Kyle and Ken Fields were looking for a way to honor their father and preserve the pharmacy business he spent years building.

The brothers had heard complaints from businesses and universities in southwestern Ohio about rising prescription drug costs, so they began laying a foundation for Appro Rx — their version of a pharmacy benefit management company.

One by one, their audits found that businesses were unknowingly paying 20 to 30 percent markups — $200,000 or $600,000 more than actual cost per year — for medications.

A common finding in the audits was that the charges were coming from the country’s largest pharmacy benefit managers: CVS Caremark, Optum Rx and Express Script. Pharmacy benefit managers are middlemen in the prescription-drug pipeline between manufacturers and pharmacies, and they were established with the goal of managing costs for insurers and consumers.

The Fields brothers thought that landing the pharmacy benefit manager contracts would be easy.

Then the president of a private university in southwestern Ohio called to say that his existing PBM had made a donation to the school for the exact amount the Fields’ audit found they were overpaying for drugs.

A month later, a grocery store chain called to say that a representative from his current PBM cut a $212,000 check on the spot to cover the discrepancy found in the Fields’ audit.

Shortcomings in federal or state regulation of pharmacy benefit managers, coupled with the secrecy around how prices are set for prescription drugs, have public agencies and private businesses fighting for transparency so they can unravel how pharmacy benefit managers work.

Pharmacists at Ohio State University's Wexner Medical Center agree with the Fields brothers that the same things are happening in the private sector, and, in fact, to almost anyone who has a health care plan.

 

Rising costs

A nationally recognized industry survey by the Henry J. Kaiser Family Foundation reported that the price tag for family health care coverage has increased from $13,000 in 2008 to $20,000 this year.

Prescription-drug spending has been the fastest growing sector of health care costs over the past several years, according to the Centers for Medicare and Medicaid Services.

“In the private sector, it’s even worse because there is little scrutiny,” Kyle Fields said. “People just don’t know what the cost of the drugs are, and that goes for business owners.”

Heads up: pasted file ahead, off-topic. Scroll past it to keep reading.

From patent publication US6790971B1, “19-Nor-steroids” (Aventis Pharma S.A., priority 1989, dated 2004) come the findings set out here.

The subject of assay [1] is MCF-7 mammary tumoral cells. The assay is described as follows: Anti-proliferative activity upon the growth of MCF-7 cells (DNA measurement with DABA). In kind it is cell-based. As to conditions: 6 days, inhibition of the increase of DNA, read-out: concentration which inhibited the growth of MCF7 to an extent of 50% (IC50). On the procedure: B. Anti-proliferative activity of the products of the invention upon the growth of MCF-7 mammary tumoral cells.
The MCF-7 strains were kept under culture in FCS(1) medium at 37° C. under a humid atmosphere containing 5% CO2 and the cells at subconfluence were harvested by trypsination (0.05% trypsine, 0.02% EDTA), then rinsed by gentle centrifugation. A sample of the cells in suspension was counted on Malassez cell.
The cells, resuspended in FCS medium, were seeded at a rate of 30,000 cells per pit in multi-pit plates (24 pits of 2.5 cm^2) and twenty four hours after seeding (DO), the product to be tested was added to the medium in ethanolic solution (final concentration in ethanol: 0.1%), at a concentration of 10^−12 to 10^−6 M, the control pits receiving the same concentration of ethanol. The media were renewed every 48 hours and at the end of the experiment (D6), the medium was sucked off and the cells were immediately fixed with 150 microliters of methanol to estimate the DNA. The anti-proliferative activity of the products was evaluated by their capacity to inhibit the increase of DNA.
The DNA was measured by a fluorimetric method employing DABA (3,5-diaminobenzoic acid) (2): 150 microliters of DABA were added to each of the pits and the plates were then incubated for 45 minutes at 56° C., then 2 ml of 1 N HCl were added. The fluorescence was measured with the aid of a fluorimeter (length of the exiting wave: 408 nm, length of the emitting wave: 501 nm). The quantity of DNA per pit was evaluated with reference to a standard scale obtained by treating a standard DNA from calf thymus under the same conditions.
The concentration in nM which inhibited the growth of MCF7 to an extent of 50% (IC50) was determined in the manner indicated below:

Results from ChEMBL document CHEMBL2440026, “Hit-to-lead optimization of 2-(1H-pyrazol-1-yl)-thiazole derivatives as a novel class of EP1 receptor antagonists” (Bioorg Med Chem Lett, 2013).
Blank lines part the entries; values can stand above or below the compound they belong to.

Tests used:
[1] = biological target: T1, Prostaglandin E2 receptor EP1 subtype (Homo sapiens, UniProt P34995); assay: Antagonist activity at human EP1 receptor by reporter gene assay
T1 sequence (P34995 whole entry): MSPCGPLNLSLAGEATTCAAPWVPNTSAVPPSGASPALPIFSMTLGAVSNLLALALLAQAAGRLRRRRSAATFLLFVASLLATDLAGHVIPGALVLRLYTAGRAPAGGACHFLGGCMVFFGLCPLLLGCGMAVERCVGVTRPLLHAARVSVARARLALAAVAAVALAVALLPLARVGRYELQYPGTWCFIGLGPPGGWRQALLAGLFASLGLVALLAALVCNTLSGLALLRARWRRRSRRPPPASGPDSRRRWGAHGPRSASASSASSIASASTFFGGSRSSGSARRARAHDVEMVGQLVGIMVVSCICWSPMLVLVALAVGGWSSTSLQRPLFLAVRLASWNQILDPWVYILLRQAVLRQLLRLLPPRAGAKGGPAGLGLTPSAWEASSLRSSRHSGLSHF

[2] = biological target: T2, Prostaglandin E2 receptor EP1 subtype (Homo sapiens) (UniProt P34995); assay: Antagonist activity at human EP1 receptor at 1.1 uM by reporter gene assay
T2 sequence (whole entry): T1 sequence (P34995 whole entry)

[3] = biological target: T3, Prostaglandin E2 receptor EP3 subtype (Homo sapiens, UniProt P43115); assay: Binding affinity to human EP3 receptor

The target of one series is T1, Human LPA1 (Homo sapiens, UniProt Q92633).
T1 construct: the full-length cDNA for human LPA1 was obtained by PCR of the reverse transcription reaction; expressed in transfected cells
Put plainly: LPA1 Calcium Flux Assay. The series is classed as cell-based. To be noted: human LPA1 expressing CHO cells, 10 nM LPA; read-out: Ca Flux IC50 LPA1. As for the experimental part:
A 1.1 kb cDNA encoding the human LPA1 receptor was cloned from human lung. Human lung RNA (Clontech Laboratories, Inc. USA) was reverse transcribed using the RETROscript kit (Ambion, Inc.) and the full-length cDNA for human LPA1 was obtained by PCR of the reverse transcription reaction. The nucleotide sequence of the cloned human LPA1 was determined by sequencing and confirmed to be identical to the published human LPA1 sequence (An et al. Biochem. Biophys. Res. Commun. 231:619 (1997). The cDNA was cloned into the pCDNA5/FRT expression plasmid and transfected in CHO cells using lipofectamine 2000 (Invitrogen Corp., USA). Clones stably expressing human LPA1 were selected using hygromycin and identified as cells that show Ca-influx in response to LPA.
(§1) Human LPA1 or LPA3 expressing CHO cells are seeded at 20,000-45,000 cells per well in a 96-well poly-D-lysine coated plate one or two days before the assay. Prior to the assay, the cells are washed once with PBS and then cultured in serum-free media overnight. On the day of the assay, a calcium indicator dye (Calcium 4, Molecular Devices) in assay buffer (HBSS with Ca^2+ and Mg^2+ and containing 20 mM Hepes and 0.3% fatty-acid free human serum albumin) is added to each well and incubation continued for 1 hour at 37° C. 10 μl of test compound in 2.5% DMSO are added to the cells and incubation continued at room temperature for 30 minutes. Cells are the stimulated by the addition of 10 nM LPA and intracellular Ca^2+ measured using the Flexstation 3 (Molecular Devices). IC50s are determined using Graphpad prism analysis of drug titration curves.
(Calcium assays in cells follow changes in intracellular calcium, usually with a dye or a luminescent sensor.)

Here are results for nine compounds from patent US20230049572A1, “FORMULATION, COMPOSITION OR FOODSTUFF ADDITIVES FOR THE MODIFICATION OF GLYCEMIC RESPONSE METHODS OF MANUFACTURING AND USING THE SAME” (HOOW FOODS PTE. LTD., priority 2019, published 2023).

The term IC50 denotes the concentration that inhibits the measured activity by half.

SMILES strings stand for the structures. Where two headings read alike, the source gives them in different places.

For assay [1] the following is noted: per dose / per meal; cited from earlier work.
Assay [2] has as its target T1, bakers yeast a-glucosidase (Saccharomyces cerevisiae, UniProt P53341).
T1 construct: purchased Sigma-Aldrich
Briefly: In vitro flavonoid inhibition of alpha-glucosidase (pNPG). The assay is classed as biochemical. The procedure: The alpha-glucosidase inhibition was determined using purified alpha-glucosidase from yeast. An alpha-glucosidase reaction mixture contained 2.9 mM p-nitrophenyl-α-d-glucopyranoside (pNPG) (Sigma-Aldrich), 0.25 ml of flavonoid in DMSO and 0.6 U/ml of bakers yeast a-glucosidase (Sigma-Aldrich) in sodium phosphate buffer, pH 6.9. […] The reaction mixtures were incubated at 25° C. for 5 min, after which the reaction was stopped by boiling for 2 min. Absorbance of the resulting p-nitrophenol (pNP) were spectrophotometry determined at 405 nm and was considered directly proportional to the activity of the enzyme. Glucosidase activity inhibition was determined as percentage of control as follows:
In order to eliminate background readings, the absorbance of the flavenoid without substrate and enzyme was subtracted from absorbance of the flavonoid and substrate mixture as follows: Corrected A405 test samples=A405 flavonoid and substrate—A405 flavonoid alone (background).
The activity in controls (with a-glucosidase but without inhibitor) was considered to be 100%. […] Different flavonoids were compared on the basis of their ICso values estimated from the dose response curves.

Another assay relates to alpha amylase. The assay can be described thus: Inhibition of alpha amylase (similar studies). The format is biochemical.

He said one of the biggest problems in the private sector is that employers aren’t aware that when they selected a health care provider for employees, they also are selecting the health care company’s pharmacy benefit manager.

Health care companies such as Centene and UnitedHealthcare are owned by the same companies that own the PBMs Envolve and OptumRx, respectively. CVS Caremark is in the final stages of purchasing Aetna, pending federal approval.

Pharmacy benefit managers demand a rebate from manufacturers in exchange for including their drugs in health care plans so they are pre-approved for patients. That list of approved drugs is called a formulary.

Manufacturers factor those rebates into the price of their drugs, which adds to the cost for consumers.

The Dispatch contacted six of the 10 major pharmaceutical companies in the country. All six pointed fingers at PBMs for rising drug costs but would not provide data showing how.

At the same time, the largest pharmacy benefit managers point fingers back at drug manufacturers. CVS Caremark has refused numerous requests from The Dispatch for proof.

Despite all of the finger-pointing, the two groups seem united by one key factor: The quest for higher profits.

“We don’t hate PBMs; they are our customers and we want to work with them,” said Christine Waller, spokeswoman for pharmaceutical giant Mylan, earlier this year.

 

Dropping PBMs

Frustrated by the setup, Scott Knoer, head of 18 Cleveland Clinic pharmacies, did what he thought was fair for the group's employees and their dependents: He tossed PBMs out of their health care plan.

That allowed Knoer and his staff to take back control of the approved drug list and end the secrecy.

“We determine what the most cost-effective medication is, which is not the cheapest,” Knoer said. “We are not placing things on a formulary to get a rebate and maximize profits.”

Taking control of the formulary has saved Cleveland Clinic $33.6 million per year, he said.

Knoer noted that his group has an advantage because, as a pharmacy, it can more easily see which drugs are most cost effective.

A complicating factor in the private sector, Knoer acknowledges, is that businesses don’t have the resources to manage their own formularies.

 “There’s a lack for awareness by business owners and the employees they have doing this,” he said. “Usually, there is someone in human resources that runs the employee health plans and they are not physicians or even really know what a PBM is.”

 "PBM buster" companies like Appro Rx said business owners can start by asking for numbers and seeing what they are being charged per claim.

The range should be $2 to $4 per claim, depending on the medication. Anything above that, Fields and Knoer agree, deserves more questioning by business owners.

“It blows your mind how twisted this system is,” Fields said. “Just asking for transparency is a start.”